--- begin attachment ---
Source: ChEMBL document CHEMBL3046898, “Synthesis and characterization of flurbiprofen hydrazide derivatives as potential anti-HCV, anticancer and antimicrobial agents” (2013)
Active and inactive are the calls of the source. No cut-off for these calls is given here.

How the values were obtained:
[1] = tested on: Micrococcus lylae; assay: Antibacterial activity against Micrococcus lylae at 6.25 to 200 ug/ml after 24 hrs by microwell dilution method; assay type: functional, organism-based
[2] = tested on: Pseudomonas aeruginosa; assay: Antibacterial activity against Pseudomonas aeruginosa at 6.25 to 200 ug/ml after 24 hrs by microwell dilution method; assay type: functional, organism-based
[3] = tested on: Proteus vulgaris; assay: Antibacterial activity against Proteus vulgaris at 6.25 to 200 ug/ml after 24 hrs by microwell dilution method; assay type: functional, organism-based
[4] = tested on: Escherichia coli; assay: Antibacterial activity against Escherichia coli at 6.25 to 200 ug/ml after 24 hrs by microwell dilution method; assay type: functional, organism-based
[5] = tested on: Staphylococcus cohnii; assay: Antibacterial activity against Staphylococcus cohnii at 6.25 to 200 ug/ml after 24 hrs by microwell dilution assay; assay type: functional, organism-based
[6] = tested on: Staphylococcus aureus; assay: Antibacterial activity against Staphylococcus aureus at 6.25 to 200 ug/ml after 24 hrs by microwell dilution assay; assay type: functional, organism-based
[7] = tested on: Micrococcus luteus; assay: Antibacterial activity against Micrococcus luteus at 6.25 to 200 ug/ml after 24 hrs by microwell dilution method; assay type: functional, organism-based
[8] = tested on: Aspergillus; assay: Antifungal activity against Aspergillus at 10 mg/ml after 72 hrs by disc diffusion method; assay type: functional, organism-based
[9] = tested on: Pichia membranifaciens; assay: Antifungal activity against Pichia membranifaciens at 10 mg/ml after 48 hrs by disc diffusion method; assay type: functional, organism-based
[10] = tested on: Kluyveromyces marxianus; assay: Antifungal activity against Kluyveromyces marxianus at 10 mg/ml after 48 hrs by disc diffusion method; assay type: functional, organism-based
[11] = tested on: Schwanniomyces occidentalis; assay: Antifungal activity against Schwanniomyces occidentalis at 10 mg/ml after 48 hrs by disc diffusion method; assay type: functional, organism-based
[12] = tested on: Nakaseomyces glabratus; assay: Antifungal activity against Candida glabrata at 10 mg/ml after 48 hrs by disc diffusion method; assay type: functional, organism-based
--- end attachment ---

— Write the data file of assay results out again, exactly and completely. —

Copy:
Source: ChEMBL document CHEMBL3046898, “Synthesis and characterization of flurbiprofen hydrazide derivatives as potential anti-HCV, anticancer and antimicrobial agents” (2013)
Active and inactive are the calls of the source. No cut-off for these calls is given here.

How the values were obtained:
[1] = tested on: Micrococcus lylae; assay: Antibacterial activity against Micrococcus lylae at 6.25 to 200 ug/ml after 24 hrs by microwell dilution method; assay type: functional, organism-based
[2] = tested on: Pseudomonas aeruginosa; assay: Antibacterial activity against Pseudomonas aeruginosa at 6.25 to 200 ug/ml after 24 hrs by microwell dilution method; assay type: functional, organism-based
[3] = tested on: Proteus vulgaris; assay: Antibacterial activity against Proteus vulgaris at 6.25 to 200 ug/ml after 24 hrs by microwell dilution method; assay type: functional, organism-based
[4] = tested on: Escherichia coli; assay: Antibacterial activity against Escherichia coli at 6.25 to 200 ug/ml after 24 hrs by microwell dilution method; assay type: functional, organism-based
[5] = tested on: Staphylococcus cohnii; assay: Antibacterial activity against Staphylococcus cohnii at 6.25 to 200 ug/ml after 24 hrs by microwell dilution assay; assay type: functional, organism-based
[6] = tested on: Staphylococcus aureus; assay: Antibacterial activity against Staphylococcus aureus at 6.25 to 200 ug/ml after 24 hrs by microwell dilution assay; assay type: functional, organism-based
[7] = tested on: Micrococcus luteus; assay: Antibacterial activity against Micrococcus luteus at 6.25 to 200 ug/ml after 24 hrs by microwell dilution method; assay type: functional, organism-based
[8] = tested on: Aspergillus; assay: Antifungal activity against Aspergillus at 10 mg/ml after 72 hrs by disc diffusion method; assay type: functional, organism-based
[9] = tested on: Pichia membranifaciens; assay: Antifungal activity against Pichia membranifaciens at 10 mg/ml after 48 hrs by disc diffusion method; assay type: functional, organism-based
[10] = tested on: Kluyveromyces marxianus; assay: Antifungal activity against Kluyveromyces marxianus at 10 mg/ml after 48 hrs by disc diffusion method; assay type: functional, organism-based
[11] = tested on: Schwanniomyces occidentalis; assay: Antifungal activity against Schwanniomyces occidentalis at 10 mg/ml after 48 hrs by disc diffusion method; assay type: functional, organism-based
[12] = tested on: Nakaseomyces glabratus; assay: Antifungal activity against Candida glabrata at 10 mg/ml after 48 hrs by disc diffusion method; assay type: functional, organism-based